Truth be told, boredom can infest the most active and creative minds as well.
But when you’re an avid writer, you’ve got no time to be bored.
1. Curiosity (contrary to popular belief, it did not kill the cat!)
Those who say curiosity killed the cat know nothing… Curiosity is the power that keeps the world moving. And a writer knows that!
Curiosity lets you see things like when the first time you saw things – from a child’s perspective: fresh, unbiased, adventurous, optimistic, not easily disinterested.
Curiosity lets you see things the way a scientist does – on its own, placed under a magnifying glass: with a critical, cautious mind, prepared to show everything in their true color.
Curiosity makes you observe things the way an investigator does – everything in their place, not taking anything out of context, knowing the importance of the surrounding and environment, placing the ever broken bits of verity back together, knowing that the truth may never be found out or a lifetime of research might still not be enough to retell in its whole form. Nevertheless curiosity is the power that helps you still keep going and not to give up the search for the true nature of things or the true nature of happenings.
Curiosity puts you in danger and saves you from danger, puts you in another’s shoes and makes you embark on a walk that otherwise you would’ve never dreamed of.
An avid writer is an avid reader. No exceptions! If there’s someone who disagrees then that writer must be a malformation!
I dare you find another pastime that keeps you away from boredom as much as reading! I must be biased, I admit, but I speak of experience! 🙂 I love creating things with my hands and sauntering in nature, I love taking photos and playing board games, taking a swim and cooking a hearty meal, but still…
Stories are the looms that weave the world together, give meaning to human life, create a frame for us to connect to each other. We’re nothing without stories, and we’re less than nothing without each other.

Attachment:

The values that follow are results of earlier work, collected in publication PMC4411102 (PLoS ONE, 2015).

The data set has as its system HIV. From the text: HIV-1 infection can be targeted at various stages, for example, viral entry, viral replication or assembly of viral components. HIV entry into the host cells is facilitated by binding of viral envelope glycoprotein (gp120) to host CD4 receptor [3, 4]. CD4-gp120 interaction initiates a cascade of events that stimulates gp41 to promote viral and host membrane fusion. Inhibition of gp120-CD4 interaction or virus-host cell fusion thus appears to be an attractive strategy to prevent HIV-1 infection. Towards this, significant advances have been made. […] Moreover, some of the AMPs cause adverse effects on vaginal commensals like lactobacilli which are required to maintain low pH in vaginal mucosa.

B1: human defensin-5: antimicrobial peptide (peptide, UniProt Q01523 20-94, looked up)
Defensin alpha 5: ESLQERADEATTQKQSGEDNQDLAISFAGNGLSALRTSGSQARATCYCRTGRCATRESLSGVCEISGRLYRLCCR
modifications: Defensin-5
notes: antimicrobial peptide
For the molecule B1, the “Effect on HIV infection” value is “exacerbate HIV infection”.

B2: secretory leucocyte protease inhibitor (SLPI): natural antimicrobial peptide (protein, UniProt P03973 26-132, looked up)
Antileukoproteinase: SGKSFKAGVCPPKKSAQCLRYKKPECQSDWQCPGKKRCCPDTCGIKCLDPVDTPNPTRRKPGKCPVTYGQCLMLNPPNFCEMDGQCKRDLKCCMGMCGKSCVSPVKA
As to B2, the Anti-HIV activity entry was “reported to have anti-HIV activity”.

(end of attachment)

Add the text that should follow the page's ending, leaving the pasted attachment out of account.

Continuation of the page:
Where do you find stories that make you a co-creator? Books. The writer created half of the story, the reader stitches to it the second half: their mind’s imagination. Books are the tools that keep the stories for us and generate more stories in us. Books are stories that continue in us. They keep our minds and bodies busy alike.
A writer reads in the bathroom, in the dining-room, on the bus, in the car (hey, what are audibles for?), at the dentist’s, in the restaurant, on the sidewalk, in the park, in the garage, in the courtyard, under the umbrella, in a crowd, in the library, in the bedroom, in the morning, at night, at work (oops!), on top of the roof, while collecting garbage, on the internet, on their e-reader, in an entertainment park, while avoiding their obnoxious neighbour, on a trip… Never being bored even after they finished the last chapter!
I know for some this seems to be such an overrated thing, and those usually don’t like being near me: they think of us as those silly, good-for-nothing contemplators, who day-dream instead of doing something already! But thinking isn’t overrated to a writer…
Thinking is still considered to be a very useful pastime among writers. Being studious, thinking before acting or speaking, being slow to judge, contemplating the issues at hand, being levelheaded before making a decision could be wise hobbies for anybody, but for the writer thinking in itself is a work, not just a means to an end.
Asking: what if? Asking: why? Asking: how so? Just asking. They always have questions, and that must be very irritating to the people who always like to have answers. But they are the ones who must be bored all the time (and wrong as well). The thinker is never bored. That is one thing you cannot take away from anyone, and that can keep you sane, free and entertained all the time.
What other things keep writers away from boredom and how a writer can use this coveted talent of not being able to feel boredom? – That is a topic for another post!